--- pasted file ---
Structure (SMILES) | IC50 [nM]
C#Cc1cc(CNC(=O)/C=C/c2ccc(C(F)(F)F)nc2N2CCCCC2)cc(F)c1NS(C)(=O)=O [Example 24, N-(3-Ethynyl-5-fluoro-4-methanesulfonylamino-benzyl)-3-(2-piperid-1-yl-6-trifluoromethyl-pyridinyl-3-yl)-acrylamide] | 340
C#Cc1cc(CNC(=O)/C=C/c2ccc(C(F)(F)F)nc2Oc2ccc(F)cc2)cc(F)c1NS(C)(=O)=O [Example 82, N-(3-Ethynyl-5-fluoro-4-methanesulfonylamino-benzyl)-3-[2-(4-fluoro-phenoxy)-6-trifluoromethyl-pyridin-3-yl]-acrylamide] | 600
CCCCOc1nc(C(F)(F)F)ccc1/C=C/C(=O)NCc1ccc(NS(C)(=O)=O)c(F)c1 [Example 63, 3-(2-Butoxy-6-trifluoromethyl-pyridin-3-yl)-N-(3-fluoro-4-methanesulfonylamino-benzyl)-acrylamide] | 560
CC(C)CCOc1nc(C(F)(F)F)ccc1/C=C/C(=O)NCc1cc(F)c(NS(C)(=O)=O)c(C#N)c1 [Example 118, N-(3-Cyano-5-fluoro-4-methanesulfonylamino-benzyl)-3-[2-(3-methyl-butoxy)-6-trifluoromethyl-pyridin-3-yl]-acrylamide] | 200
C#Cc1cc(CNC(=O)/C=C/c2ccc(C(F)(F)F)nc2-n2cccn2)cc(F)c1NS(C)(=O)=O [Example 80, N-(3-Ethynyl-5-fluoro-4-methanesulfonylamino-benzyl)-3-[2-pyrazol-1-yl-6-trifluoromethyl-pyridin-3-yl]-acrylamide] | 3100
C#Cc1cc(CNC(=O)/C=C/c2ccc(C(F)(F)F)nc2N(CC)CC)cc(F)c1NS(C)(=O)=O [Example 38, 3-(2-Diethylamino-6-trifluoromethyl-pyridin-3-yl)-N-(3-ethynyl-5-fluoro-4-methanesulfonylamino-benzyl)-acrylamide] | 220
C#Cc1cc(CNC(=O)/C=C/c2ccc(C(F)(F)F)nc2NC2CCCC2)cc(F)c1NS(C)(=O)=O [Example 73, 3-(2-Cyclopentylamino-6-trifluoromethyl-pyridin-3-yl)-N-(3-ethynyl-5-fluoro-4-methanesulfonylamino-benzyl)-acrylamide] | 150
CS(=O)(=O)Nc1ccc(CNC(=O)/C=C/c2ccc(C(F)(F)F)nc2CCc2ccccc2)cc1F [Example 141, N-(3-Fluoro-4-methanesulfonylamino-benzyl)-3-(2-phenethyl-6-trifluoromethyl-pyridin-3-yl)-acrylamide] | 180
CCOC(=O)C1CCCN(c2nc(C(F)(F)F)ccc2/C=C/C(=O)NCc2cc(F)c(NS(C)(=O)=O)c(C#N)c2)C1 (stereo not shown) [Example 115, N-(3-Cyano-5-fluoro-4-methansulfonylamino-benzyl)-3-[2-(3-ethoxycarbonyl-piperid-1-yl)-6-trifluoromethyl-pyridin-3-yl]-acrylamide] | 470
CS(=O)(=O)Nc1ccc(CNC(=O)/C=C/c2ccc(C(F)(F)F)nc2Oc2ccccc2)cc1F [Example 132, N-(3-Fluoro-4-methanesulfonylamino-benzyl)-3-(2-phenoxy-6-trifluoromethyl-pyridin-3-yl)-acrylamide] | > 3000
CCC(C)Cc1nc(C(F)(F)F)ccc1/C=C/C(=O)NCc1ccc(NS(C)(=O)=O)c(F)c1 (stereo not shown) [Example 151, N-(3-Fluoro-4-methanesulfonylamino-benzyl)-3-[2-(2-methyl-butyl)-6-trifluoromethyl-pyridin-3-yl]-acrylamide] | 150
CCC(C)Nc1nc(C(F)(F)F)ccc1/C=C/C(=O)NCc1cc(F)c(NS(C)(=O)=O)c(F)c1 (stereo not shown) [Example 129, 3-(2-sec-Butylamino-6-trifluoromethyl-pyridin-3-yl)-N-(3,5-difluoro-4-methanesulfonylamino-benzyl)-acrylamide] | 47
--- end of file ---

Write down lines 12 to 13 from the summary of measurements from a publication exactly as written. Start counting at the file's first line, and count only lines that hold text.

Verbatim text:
CCC(C)Cc1nc(C(F)(F)F)ccc1/C=C/C(=O)NCc1ccc(NS(C)(=O)=O)c(F)c1 (stereo not shown) [Example 151, N-(3-Fluoro-4-methanesulfonylamino-benzyl)-3-[2-(2-methyl-butyl)-6-trifluoromethyl-pyridin-3-yl]-acrylamide] | 150
CCC(C)Nc1nc(C(F)(F)F)ccc1/C=C/C(=O)NCc1cc(F)c(NS(C)(=O)=O)c(F)c1 (stereo not shown) [Example 129, 3-(2-sec-Butylamino-6-trifluoromethyl-pyridin-3-yl)-N-(3,5-difluoro-4-methanesulfonylamino-benzyl)-acrylamide] | 47